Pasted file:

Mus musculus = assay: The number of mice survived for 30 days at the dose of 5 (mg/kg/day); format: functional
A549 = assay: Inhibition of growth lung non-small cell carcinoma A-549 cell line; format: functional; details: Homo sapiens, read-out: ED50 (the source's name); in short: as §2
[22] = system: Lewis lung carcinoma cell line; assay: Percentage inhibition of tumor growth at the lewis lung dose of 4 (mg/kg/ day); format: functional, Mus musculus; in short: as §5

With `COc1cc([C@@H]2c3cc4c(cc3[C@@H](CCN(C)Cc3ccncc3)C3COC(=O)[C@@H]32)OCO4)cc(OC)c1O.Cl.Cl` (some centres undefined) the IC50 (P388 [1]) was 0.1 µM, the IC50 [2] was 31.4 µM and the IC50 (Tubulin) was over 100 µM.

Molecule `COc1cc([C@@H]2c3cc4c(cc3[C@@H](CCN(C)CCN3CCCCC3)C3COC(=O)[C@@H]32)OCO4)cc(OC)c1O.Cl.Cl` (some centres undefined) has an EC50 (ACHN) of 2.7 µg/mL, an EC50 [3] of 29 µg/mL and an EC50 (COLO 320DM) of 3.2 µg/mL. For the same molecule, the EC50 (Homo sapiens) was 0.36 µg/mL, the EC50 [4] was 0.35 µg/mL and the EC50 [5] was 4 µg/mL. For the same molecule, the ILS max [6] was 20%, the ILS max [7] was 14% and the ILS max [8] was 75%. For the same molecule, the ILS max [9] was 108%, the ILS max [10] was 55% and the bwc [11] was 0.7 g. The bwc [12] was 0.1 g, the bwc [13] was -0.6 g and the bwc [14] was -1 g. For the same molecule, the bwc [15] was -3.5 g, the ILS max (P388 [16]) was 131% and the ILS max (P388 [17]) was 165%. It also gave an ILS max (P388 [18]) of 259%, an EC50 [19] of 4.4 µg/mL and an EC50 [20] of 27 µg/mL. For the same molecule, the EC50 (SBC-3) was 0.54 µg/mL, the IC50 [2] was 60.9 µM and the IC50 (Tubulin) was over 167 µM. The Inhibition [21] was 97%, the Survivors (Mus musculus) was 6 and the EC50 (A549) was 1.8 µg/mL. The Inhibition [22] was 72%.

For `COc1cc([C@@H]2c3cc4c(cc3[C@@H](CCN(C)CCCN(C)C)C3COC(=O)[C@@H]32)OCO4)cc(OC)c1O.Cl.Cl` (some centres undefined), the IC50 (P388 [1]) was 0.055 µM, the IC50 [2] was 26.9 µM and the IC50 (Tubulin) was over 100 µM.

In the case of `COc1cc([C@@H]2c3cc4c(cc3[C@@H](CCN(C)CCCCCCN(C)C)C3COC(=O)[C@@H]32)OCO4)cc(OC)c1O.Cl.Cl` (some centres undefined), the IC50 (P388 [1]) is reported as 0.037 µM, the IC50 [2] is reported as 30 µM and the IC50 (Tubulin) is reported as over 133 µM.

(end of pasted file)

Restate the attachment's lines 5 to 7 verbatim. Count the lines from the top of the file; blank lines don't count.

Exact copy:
Molecule `COc1cc([C@@H]2c3cc4c(cc3[C@@H](CCN(C)CCN3CCCCC3)C3COC(=O)[C@@H]32)OCO4)cc(OC)c1O.Cl.Cl` (some centres undefined) has an EC50 (ACHN) of 2.7 µg/mL, an EC50 [3] of 29 µg/mL and an EC50 (COLO 320DM) of 3.2 µg/mL. For the same molecule, the EC50 (Homo sapiens) was 0.36 µg/mL, the EC50 [4] was 0.35 µg/mL and the EC50 [5] was 4 µg/mL. For the same molecule, the ILS max [6] was 20%, the ILS max [7] was 14% and the ILS max [8] was 75%. For the same molecule, the ILS max [9] was 108%, the ILS max [10] was 55% and the bwc [11] was 0.7 g. The bwc [12] was 0.1 g, the bwc [13] was -0.6 g and the bwc [14] was -1 g. For the same molecule, the bwc [15] was -3.5 g, the ILS max (P388 [16]) was 131% and the ILS max (P388 [17]) was 165%. It also gave an ILS max (P388 [18]) of 259%, an EC50 [19] of 4.4 µg/mL and an EC50 [20] of 27 µg/mL. For the same molecule, the EC50 (SBC-3) was 0.54 µg/mL, the IC50 [2] was 60.9 µM and the IC50 (Tubulin) was over 167 µM. The Inhibition [21] was 97%, the Survivors (Mus musculus) was 6 and the EC50 (A549) was 1.8 µg/mL. The Inhibition [22] was 72%.

For `COc1cc([C@@H]2c3cc4c(cc3[C@@H](CCN(C)CCCN(C)C)C3COC(=O)[C@@H]32)OCO4)cc(OC)c1O.Cl.Cl` (some centres undefined), the IC50 (P388 [1]) was 0.055 µM, the IC50 [2] was 26.9 µM and the IC50 (Tubulin) was over 100 µM.

In the case of `COc1cc([C@@H]2c3cc4c(cc3[C@@H](CCN(C)CCCCCCN(C)C)C3COC(=O)[C@@H]32)OCO4)cc(OC)c1O.Cl.Cl` (some centres undefined), the IC50 (P388 [1]) is reported as 0.037 µM, the IC50 [2] is reported as 30 µM and the IC50 (Tubulin) is reported as over 133 µM.